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Flux Classifications.


Flux Classifications. | 4 March, 2004

I am looking at two different type fluxes, Kester 951nc and AIM 264-5nc. The two seem to be comparable, but the Kester is listed as an ORL0 and the AIM as a ROL0. My product builds are all military and I have been dictated to use only ROl0 flux. I know that J-STD-004 list the OR as organic and the RO as Rosin. So, my question is, what long term affect would there be using the ORL0? Thanks for any input.

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Flux Classifications. | 9 March, 2004

Obviously, if your customer instructs you to use a certain flux type, using THAT flux type is probably a good idea.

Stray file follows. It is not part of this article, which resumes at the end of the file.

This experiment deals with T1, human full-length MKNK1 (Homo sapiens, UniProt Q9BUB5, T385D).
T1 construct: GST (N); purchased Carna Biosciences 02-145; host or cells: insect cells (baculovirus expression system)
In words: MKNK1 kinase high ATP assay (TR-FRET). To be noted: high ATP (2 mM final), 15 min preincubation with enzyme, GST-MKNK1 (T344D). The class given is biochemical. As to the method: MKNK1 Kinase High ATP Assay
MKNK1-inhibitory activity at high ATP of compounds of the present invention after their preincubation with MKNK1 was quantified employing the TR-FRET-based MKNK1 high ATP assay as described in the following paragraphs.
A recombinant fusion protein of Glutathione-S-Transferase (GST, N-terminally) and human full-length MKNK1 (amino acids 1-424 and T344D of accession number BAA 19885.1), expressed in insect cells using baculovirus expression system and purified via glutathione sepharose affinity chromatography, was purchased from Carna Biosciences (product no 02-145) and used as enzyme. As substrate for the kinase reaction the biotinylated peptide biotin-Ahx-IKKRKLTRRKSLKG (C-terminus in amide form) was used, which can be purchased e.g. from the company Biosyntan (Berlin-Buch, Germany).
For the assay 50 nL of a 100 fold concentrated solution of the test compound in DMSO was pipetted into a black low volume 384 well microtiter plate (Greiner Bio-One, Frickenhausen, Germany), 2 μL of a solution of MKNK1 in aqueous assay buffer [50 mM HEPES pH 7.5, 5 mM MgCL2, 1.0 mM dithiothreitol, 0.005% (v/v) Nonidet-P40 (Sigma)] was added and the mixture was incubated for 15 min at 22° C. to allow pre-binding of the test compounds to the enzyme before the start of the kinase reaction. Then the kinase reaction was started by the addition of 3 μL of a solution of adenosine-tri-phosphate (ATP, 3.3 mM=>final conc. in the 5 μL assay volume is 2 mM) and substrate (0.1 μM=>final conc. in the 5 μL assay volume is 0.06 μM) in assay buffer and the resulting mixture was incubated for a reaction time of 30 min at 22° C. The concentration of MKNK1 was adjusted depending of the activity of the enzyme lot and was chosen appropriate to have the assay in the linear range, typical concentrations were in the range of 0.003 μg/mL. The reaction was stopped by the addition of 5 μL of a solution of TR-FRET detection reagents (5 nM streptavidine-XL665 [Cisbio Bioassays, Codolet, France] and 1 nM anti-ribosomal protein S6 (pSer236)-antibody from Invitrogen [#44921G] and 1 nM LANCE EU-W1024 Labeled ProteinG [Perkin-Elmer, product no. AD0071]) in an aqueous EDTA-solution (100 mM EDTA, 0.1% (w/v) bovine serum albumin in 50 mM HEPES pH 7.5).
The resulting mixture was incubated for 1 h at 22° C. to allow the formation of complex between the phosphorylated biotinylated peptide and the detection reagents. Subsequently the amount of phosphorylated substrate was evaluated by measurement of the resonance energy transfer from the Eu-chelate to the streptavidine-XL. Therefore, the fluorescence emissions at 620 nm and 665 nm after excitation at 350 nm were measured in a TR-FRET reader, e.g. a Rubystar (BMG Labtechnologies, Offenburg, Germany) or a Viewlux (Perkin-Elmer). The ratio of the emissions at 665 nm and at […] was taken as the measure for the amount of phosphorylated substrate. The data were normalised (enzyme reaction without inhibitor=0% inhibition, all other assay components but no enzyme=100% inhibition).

Responding to your question: Chloride is one of the more detrimental materials found on printed circuit assemblies. Chlorides can come from a variety of sources, but is most often attributable to flux residues. Chlorides will generally initiate and propagate electrochemical failure mechanisms, such as metal migration and electrolytic corrosion, when combined with water vapor and an electrical potential.

The amount of chloride that can be tolerated on an assembly depends on the flux chemistry being used. Assemblies processed with high-solids rosin fluxes (RA, RMA) can tolerate higher levels of chloride due to the encapsulating nature of the rosin. Organic [water soluble] fluxes and no-clean fluxes are generally based on resins or very low levels of rosin, and so do not have this encapsulating protection, therefore, they require lower levels of flux on final assemblies.

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Flux Classifications. | 10 March, 2004

Take look also at IPC-HDBK-001, if not yet done, you can find helpful flux informations.

Rgards GLS

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